Daily Dispatches
A Sri Lankan offers prayers at a Catholic shrine
Associated Press/Photo by Eranga Jayawardena
A Sri Lankan offers prayers at a Catholic shrine

Joy and fear for Christians in Sri Lanka

Persecution

Christmas is a time of joy, but also of fear for Christians in rural areas of Sri Lanka.

Yamini Ravindran, National Christian Evangelical Alliance of Sri Lanka’s (NCEASL) advocacy officer, said, “Christmas is commercialized for the Christians residing in the main city areas; however, for most Christians in the rural or Buddhist-dominant villages it is a completely different scenario. It is an event filled with joy and fear for them. Joy to remember the birth of Christ—fear to conduct services boldly and fear of attacks against churches, pastors, or Christian members.”

Open Doors warned that Sri Lankan Christians may be under increasing persecution as Christmas nears in the mostly Buddhist nation. Citing recent reports from NCEASL, Open Doors said in a Dec. 19 email that “Christians in Sri Lanka are likely to take extra precautions as they hold their Christmas gatherings and celebrations this month.” The NCEASL noted several recent instances of persecution, including the Dec. 5 visit from authorities who told a pastor to “stop all religious worship activities taking place on his premises” in southern Sri Lanka, according to Open Doors.

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“Most Christians who share the message of Christ face serious intimidation, threats or attacks,” Ravindran said, noting that as recently as Dec. 22 a pastor’s home was attacked with petrol bombs.

Persecution has been growing in the island nation throughout 2013 as Buddhist extremists attacked many churches and gatherings of Christians in the country.

Open Doors recently interviewed a persecuted Sri Lankan Christian who said, “The presence of Buddhist extremists in eastern and southern Sri Lanka usher in a new wave of attacks against believers this 2013. These include threats to pastors with growing ministries, harassment of congregations attending Sunday worship, destruction of church buildings, and shutdown of Christian ministries.”

Persecution has also come from officials. The World Evangelical Alliance (WEA) said in a November prayer update that on Oct. 1 a Christian woman in Anuradhapura, Sri Lanka, was forced to stop holding prayer meetings in her home after a mob of people, including several Buddhist monks, attacked and made threats.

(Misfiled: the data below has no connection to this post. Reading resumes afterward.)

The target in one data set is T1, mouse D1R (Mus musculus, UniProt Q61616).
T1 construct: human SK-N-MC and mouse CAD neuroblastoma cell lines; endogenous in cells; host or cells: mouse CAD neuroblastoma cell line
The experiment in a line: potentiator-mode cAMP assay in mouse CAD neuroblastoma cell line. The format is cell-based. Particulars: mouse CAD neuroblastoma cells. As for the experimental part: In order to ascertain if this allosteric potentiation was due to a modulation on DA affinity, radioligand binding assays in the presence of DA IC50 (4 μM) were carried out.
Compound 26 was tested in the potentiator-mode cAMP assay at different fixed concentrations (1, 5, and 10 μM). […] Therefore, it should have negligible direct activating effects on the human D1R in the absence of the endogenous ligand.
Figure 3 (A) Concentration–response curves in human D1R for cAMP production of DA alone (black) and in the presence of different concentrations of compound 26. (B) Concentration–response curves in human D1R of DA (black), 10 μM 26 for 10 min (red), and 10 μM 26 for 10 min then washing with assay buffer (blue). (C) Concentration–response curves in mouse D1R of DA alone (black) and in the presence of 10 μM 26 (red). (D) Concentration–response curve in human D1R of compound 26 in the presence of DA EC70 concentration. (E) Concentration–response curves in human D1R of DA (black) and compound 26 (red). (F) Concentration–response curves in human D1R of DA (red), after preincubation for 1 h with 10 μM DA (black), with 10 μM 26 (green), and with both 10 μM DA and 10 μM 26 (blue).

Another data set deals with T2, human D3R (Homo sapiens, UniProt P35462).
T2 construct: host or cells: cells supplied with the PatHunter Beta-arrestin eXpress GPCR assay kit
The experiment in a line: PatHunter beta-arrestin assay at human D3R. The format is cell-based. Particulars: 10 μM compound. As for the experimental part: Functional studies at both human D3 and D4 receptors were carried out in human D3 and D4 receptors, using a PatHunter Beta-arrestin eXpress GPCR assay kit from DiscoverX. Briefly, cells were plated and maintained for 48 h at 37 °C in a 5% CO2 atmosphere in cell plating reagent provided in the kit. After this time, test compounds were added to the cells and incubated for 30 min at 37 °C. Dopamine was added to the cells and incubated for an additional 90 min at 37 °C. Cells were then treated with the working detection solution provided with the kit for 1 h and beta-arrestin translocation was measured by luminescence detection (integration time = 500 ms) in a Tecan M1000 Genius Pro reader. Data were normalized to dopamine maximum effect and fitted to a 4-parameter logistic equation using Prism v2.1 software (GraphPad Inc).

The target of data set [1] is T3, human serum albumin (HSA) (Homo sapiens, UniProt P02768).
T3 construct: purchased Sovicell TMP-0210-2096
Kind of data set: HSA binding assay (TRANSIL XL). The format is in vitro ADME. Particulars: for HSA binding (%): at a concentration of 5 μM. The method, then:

“During the police inquiry on the incident, the authorities threatened her with arrest if she continued to hold prayer meetings in her home,” WEA wrote. “The woman was also forced to sign a document stating that she would discontinue the prayer meetings with immediate effect.”

On Sept. 3, Mission Network News said a Christian leader working with Asian Access in Sri Lanka confirmed the rise of Buddhist-led persecution and added, “My gut feeling is that it will continue and will intensify until the international community will bring pressure on the government.”

The United Nations has taken notice of the persecution against all religious minorities in Sri Lanka. UN Human Rights Commissioner Navi Pillay spoke out against attacks on Muslims, Hindus, and Christians. According to The Khaleej Times, Pillay said, “Regrettably, government interlocutors seemed to downplay this issue or even put the blame on minority communities themselves, and (we) heard disturbing accounts of state patronage or protection given to extremist groups.”

Julia A. Seymour
Julia A. Seymour

Julia has worked as a writer in the Washington, D.C., area since 2005 and was a fall 2012 participant in a World Journalism Institute mid-career class conducted by WORLD editor in chief Marvin Olasky in Asheville, N.C. Follow Julia on Twitter @SteakandaBible.

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